Session: Identifying Strategies to Promote Trust and Overcome Barriers for Successful Research with Immigrant and Refugee Communities (Society for Social Work and Research 26th Annual Conference - Social Work Science for Racial, Social, and Political Justice)

176 Identifying Strategies to Promote Trust and Overcome Barriers for Successful Research with Immigrant and Refugee Communities

Friday, January 14, 2022: 5:30 PM-7:00 PM
Marquis BR Salon 8, ML 2 (Marriott Marquis Washington, DC)
Cluster: Immigrants and Refugees
Melody Huslage, MSW, University of Tennessee, Knoxville, Abha Rai, PhD, Loyola University Chicago, Mary Lehman Held, PhD, University of Tennessee, Knoxville and Mitra Naseh, PhD, Portland State University
Immigrants constitute 15% of the U.S. population and bring vast strengths to our nation. Yet, the current sociopolitical context of exclusionary immigration policies has resulted in forced family separations, travel bans, and deportations, with immigrants and refugees living with unprecedented fear and distress that elevate risk of mental health and psychosocial concerns. These stressors are compounded by the COVID-19 pandemic, which disproportionately affects many immigrant communities.

Despite an increased need for formal, organization-based, supports in this stressful environment, providers face substantial challenges to serving these vulnerable communities. In particular, providers lack sufficient and current data to inform evidence-based strategies aimed at addressing access barriers and service needs. A key factor associated with this lack of data entails barriers to recruitment and data collection by immigration researchers.

Therefore, drawing from our research and practice experience in engaging with immigrants, the goal of this roundtable is to: (1) bring awareness to ways in which immigrant and refugee communities have been affected by recent sociopolitical events; (2) share firsthand experiences regarding barriers encountered while conducting research with these communities; and (3) present strategies to facilitate meaningful research that enables practitioners to deliver evidence-based interventions that consider unique vulnerabilities and resilience of immigrant and refugee clients. Presenter 1 will review the current sociopolitical context from a U.S. perspective, examining how policy changes, anti-immigrant sentiment, and COVID-19 may have impacted immigrant and refugee communities living in the U.S. Presenter 2 will share her experiences of engaging in immigrant research in a new destination state in which providers can be fearful of researchers engaging with their clients, and will discuss experiences of building trust first with providers through multiple volunteering activities before exploring research partnerships. Presenter 3 will discuss her experience regarding lack of trust among newly resettled refugees in the U.S. and will talk about her past experience as a case worker with the United Nations building trust and partnering with community leaders. Presenter 4 will share ways in which community-led research projects can be successfully designed, as well as her experiences in engaging with immigrants utilizing culturally responsive measures, tools, and approaches.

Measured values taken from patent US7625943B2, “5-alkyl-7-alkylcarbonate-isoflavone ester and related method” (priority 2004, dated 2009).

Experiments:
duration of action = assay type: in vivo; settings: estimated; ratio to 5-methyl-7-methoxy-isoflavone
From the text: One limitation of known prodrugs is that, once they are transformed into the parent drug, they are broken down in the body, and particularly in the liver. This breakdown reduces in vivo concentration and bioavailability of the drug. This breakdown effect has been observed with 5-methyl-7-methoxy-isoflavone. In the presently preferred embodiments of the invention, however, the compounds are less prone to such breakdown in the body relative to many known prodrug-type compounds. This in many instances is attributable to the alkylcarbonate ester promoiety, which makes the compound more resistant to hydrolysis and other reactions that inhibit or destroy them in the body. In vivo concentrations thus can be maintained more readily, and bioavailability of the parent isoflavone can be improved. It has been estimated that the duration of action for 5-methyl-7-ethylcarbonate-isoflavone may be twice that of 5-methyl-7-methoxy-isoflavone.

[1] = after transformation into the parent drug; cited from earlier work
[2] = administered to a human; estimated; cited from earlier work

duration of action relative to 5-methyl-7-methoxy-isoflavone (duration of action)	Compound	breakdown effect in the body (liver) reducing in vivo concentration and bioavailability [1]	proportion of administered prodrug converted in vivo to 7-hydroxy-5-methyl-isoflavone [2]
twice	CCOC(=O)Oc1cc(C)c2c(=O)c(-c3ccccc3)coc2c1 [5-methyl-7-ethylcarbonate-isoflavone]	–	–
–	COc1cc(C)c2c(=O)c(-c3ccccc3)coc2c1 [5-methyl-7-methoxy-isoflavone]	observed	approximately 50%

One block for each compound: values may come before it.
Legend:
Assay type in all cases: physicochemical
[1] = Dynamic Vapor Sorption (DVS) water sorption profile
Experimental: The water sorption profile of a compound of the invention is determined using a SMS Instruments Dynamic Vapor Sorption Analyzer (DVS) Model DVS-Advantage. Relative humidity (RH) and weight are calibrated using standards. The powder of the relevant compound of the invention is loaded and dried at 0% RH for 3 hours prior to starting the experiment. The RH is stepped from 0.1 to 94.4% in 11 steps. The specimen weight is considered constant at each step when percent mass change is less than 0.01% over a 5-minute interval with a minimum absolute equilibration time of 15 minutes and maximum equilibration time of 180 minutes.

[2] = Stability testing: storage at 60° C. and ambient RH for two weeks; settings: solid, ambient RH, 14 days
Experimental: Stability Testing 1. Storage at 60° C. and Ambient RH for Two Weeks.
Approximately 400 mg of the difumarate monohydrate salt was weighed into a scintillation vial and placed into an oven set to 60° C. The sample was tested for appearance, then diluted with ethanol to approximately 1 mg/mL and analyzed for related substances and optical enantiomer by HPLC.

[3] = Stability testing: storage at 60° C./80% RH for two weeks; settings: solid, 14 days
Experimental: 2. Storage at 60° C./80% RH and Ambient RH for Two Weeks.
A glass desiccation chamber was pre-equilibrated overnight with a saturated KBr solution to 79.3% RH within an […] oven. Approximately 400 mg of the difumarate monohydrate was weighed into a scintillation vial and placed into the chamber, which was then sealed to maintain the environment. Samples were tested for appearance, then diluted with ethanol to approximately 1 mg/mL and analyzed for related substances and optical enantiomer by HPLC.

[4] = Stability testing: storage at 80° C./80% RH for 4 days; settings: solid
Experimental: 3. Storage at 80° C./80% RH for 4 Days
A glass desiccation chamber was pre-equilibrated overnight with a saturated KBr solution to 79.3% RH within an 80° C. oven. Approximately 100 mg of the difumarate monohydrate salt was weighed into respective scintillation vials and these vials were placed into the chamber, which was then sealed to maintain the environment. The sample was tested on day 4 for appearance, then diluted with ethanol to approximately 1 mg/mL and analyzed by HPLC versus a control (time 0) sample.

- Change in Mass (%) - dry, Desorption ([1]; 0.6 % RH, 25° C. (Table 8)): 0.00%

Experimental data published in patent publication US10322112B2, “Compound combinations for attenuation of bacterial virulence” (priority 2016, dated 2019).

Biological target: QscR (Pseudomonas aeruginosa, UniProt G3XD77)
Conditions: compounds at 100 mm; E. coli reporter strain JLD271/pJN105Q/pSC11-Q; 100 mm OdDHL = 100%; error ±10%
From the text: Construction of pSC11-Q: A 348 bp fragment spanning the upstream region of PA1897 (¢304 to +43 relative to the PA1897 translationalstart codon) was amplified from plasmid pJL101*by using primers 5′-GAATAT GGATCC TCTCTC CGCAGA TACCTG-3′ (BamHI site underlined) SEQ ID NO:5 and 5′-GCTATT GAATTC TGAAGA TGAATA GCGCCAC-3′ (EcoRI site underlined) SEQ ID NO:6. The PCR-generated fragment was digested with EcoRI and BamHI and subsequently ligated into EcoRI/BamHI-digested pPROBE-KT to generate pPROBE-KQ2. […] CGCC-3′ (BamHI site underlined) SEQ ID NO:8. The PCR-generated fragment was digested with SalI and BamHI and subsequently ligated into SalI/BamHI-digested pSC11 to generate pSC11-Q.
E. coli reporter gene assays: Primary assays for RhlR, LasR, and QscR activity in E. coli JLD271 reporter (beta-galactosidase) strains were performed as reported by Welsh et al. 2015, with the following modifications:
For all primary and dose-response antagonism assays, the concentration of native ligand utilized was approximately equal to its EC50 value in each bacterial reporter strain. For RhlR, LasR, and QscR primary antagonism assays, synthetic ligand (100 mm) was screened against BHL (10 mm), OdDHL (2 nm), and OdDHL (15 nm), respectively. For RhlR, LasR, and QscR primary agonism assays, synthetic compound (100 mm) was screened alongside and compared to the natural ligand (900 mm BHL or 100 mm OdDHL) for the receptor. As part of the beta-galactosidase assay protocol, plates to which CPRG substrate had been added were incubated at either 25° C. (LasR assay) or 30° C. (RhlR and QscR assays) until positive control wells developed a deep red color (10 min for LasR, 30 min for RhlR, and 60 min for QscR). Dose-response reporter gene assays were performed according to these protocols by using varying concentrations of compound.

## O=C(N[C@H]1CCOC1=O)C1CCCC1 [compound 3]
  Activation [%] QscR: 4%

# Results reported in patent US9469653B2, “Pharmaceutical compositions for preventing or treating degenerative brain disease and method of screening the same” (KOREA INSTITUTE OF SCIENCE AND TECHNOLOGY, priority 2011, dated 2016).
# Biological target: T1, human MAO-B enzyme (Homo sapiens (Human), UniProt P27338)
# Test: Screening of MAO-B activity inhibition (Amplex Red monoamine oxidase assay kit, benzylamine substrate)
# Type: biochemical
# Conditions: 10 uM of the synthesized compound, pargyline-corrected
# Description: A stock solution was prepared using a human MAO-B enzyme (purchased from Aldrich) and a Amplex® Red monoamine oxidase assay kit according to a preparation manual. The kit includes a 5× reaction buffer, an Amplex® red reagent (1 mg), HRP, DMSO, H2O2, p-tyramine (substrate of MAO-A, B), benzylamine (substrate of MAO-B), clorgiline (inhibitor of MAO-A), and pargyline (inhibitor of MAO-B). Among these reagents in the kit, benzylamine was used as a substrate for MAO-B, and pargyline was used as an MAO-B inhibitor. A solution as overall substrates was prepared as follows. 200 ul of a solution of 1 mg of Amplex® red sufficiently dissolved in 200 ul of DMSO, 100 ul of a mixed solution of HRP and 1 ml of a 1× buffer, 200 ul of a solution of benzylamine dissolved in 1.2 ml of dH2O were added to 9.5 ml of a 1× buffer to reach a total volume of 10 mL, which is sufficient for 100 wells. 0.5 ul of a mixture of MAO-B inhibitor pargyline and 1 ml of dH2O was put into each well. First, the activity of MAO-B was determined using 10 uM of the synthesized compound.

Together, presenters will discuss salient barriers to research with immigrant and refugee communities, such as lack of trust, power differentials, limited psychometrically reliable and valid assessment tools, varying definitions of social issues, access to hidden populations and fear of immigration enforcement, and lack of funding prioritizing immigrant communities. Additionally, presenters will highlight strategies found effective to building community partnerships and discuss the partner role in all aspects of research; best practices in language translation; protection of information; cultural humility; provision of legal resources and information; culturally specific research approaches; giving back intentionally to the communities; and advocacy.

At the conclusion of the presentation, audience members will be invited to ask questions and share their own experiences working with immigrant and refugee communities. Through this roundtable, scholars and practitioners conducting research with immigrant and refugee populations will be able to take away strategies for engaged collaboration while utilizing enhanced safeguards.

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